“We’ve put a lot of lighting outside, as well as cameras. The city has donated two of them,” he said. There are five cameras altogether.

About four years ago, he commissioned a mural to be painted on the south side of the building. He also participates in the monthly meetings held by the 38th and Chicago Business Association to stay abreast of current issues. The association has provided him with money to hire undercover police and a horseback police patrol during warmer months. But he has found there are other creative ways to prevent crime.

“He has, at times, put opera [music] on…because people outside loitering don’t want to hear it,” Allen said.

The types of food sold inside a store—“pop, cigarettes and chips,” for instance—can also have an impact on who shops there, Wilson said. Stores that sell wholesome foods tend to bring neighbors into the store instead of loiterers.

“If we get the neighbors shopping in the store, that’s the best thing we can do,” Wilson said.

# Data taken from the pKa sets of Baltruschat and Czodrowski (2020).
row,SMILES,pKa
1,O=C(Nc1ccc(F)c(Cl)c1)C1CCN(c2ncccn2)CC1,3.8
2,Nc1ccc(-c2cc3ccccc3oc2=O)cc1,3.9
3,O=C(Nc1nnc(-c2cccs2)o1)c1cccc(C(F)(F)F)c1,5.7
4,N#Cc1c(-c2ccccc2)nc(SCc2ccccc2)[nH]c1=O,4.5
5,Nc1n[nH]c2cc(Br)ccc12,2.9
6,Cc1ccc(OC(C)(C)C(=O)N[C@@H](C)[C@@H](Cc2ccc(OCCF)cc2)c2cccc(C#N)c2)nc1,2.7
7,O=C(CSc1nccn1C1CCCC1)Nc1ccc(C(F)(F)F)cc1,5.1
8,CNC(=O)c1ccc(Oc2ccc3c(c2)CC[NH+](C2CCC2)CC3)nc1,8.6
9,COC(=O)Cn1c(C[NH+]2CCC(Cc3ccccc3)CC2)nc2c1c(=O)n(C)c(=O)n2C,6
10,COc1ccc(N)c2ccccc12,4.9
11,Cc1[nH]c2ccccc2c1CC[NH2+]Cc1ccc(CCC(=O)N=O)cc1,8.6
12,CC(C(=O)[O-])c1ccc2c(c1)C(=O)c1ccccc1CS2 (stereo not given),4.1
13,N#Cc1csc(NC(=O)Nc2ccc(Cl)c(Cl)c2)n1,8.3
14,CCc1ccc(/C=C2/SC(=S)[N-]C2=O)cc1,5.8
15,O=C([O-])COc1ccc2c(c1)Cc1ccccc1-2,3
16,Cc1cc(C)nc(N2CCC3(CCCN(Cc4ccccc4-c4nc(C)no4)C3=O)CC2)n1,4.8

Cup Foods includes a convenience section, a deli and a grocery store. Visitors will find everything from incense, Nike tennis shoes, cell phones and pagers to energy drinks, candy, fish and frozen dinners. A small island near the back of the shop displays a selection of fruits and vegetables.

“We added a new produce line and another eight-door freezer so we can continue…to provide things for the community,” Abumayyaleh said.

Allen said she is impressed by the assortment Cup Foods has to offer. “Usually corner stores don’t have the variety [Abumayyaleh] has,” Allen said. “I mean, he’s trying. I was excited to see he had organic milk. He’s being a smart businessman.”

Allen instructs community members to talk directly to Abumayyaleh if they have a concern or suggestion regarding safety.

“When you’ve got these issues, you’ve got to do it face-to-face,” she said, “He’ll take the feedback. He is absolutely invested in the community.”

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    Thankful for Cup Foods